For example, I was part of a group who prepared the 2019 report Dismissing the Truth, which identified dozens of inaccuracies and omissions in a report on Nicaragua by Amnesty International. I also helped compile an open letter from the Alliance for Global Justice to the Inter-American Commission on Human Rights, about the errors in a previous “expert” report that it published. I have shown the bias and manipulation in the work of Nicaragua’s so-called independent human rights groups, several of which are now based in Costa Rica.
The new UN report uses all of these questioned or discredited sources, while ignoring the various detailed, published criticisms of them.
How does a report focused on events five years ago pretend to justify new sanctions on the Nicaraguan government? — By claiming that the government has been engaged “since April 2018 and up to the time of writing this report…[in] a widespread and systematic attack…against a part of the Nicaraguan population.”
In making this assertion, the experts not only discount evidence of crimes by those arrested since 2018, but also ignore or downplay the many acts of clemency that took place, culminating in a general, conditional amnesty in 2019 that covered even the organizers of fatal attacks on police stations. The strong implication is that abuses such as “extrajudicial killings” which it alleges—on highly questionable grounds—occurred in 2018, still take place now in a country which is entirely at peace.
The fundamental problem is that the expert group pretends that the opposition forces in 2018 were either unarmed or had only homemade weapons. It said that “acts of violence [were] perpetrated by some demonstrators in the context of the protests, including stone throwing, the use of homemade weapons—mainly ‘mortars,’ and some ‘contact bombs’ and Molotov bombs.” They also “documented the use of conventional weapons in some cases.” These acts “allegedly” resulted in the deaths of 22 police officers and injuries to more than 400 more from gunfire.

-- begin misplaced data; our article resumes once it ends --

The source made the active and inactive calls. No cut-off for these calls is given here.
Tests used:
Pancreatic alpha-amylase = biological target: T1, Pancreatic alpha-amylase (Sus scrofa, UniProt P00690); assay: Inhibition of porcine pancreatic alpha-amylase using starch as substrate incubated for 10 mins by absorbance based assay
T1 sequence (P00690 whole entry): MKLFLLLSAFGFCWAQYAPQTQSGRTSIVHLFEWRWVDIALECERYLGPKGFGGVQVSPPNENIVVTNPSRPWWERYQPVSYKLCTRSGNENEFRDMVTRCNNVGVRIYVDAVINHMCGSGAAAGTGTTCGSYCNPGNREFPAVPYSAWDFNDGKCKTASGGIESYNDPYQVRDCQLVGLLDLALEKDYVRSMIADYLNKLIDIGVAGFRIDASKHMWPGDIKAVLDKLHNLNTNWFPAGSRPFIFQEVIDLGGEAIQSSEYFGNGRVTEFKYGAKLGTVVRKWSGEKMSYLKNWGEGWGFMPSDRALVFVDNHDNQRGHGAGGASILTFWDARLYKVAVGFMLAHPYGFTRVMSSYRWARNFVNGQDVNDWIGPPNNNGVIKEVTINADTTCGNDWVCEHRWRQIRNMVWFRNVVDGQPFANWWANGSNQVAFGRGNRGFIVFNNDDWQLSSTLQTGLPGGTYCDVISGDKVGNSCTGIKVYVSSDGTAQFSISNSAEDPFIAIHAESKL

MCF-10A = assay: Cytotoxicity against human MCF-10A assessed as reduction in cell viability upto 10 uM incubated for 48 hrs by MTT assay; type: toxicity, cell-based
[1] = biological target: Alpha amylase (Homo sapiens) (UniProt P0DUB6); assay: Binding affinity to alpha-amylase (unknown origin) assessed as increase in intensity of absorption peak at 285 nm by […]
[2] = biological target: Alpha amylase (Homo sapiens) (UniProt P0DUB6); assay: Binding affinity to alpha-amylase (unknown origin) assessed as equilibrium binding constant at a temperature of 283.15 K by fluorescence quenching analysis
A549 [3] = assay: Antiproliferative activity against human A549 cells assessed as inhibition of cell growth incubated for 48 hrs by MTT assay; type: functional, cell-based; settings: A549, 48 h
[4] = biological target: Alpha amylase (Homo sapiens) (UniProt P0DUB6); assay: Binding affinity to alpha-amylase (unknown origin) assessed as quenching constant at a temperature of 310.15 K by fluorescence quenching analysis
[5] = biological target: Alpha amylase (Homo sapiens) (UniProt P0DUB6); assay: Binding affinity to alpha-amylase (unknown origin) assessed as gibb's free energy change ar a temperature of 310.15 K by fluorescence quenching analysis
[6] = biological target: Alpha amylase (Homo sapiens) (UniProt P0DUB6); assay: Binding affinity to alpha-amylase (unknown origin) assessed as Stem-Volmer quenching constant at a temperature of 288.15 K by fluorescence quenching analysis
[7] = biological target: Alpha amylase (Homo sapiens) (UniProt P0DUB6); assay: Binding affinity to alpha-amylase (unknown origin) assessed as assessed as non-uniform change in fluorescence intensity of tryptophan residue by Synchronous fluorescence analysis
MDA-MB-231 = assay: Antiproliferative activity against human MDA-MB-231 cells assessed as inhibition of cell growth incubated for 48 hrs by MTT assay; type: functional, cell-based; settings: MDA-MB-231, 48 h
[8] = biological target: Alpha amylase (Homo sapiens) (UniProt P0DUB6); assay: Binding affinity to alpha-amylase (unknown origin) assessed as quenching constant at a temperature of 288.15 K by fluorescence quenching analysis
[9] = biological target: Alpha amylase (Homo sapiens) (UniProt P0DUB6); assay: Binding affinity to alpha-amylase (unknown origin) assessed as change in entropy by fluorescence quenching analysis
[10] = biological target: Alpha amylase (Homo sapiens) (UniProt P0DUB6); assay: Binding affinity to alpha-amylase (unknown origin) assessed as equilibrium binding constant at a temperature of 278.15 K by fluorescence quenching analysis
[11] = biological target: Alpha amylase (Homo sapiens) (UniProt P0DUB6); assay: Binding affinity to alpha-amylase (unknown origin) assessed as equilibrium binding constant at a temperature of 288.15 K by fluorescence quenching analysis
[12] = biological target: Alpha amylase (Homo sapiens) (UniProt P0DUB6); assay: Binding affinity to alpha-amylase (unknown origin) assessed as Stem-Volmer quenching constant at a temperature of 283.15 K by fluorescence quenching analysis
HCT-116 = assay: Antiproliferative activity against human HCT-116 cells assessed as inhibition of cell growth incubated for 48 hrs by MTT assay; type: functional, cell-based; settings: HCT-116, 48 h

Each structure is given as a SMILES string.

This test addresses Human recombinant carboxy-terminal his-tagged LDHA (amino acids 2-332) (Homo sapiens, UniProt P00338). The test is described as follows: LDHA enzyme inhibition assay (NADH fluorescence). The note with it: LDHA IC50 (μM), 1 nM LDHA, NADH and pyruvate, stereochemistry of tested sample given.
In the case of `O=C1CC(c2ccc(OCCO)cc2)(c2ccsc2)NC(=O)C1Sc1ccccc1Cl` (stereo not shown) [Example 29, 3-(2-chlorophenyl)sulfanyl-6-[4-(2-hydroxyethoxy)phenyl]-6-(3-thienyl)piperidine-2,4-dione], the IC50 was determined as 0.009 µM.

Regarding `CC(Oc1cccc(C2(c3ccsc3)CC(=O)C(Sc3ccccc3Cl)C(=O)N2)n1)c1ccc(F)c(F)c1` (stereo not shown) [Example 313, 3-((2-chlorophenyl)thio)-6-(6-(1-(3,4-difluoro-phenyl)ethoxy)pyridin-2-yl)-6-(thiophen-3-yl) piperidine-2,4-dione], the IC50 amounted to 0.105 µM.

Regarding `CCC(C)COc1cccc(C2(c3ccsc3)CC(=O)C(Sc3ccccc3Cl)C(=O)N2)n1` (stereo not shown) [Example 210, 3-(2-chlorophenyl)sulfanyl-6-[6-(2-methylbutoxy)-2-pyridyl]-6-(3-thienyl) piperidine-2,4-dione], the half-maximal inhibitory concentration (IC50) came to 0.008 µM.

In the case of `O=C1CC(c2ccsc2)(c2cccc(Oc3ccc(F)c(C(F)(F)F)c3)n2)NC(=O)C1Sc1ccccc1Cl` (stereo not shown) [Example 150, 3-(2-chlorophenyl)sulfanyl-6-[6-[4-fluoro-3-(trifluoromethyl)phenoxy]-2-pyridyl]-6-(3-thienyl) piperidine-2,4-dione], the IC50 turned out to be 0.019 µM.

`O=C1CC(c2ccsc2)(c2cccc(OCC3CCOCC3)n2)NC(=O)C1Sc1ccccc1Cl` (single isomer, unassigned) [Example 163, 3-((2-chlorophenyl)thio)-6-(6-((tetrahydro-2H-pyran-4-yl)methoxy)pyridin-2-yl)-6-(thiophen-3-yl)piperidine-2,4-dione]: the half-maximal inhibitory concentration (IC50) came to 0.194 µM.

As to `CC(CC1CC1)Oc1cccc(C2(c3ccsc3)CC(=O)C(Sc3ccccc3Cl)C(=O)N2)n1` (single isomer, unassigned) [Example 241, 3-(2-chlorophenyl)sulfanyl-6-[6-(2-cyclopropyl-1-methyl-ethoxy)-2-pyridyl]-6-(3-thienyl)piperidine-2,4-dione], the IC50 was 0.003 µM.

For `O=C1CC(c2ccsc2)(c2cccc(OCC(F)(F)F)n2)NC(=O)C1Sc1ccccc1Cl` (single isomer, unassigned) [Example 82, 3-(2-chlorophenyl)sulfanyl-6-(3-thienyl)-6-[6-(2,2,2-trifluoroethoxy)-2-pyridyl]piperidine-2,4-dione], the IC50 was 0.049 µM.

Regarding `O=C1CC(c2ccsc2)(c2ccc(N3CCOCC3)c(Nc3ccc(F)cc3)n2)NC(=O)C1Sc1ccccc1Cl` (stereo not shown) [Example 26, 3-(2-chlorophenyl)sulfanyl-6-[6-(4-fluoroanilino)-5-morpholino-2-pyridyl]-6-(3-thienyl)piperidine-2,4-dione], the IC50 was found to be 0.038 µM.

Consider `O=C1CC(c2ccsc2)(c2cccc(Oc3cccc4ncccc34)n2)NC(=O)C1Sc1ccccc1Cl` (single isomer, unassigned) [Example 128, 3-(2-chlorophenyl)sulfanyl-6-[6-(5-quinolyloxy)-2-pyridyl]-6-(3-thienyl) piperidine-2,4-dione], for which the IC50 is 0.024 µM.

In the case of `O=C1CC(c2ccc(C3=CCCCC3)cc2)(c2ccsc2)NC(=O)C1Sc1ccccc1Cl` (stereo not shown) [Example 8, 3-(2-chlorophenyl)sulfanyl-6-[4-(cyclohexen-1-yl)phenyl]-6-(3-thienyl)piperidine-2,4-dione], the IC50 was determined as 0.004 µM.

Given that almost all these deaths and injuries were the result of firearm injuries, there is a very obvious disparity between the group’s assessment of the behavior of the opposition groups and what actually happened. If they had also taken into account the widespread kidnappings, torture, arson attacks, robberies and other crimes, they might have come closer to producing a report which reflected the real experience of Nicaraguans in 2018.
Instead, the UN report is clearly intended to be a whitewash of the violence which (as Kovalik says) brought the country “to the verge of civil war,” just as so-called “human rights” bodies were used to whitewash the violence of the “Contras” in the U.S.-directed war of the 1980s. The opposition explicitly aimed to overthrow the Nicaraguan government: At the start of the violence and during the national dialogue that began in May 2018, opposition activists and their leaders openly stated that their objective was the removal of President Daniel Ortega.
There is nothing surprising about the line taken by the new report, as a litany of official reports since 2018 have done the same. The danger of the UN’s latest attack on Nicaragua is that it comes at a time when Washington is clearly deliberating new sanctions.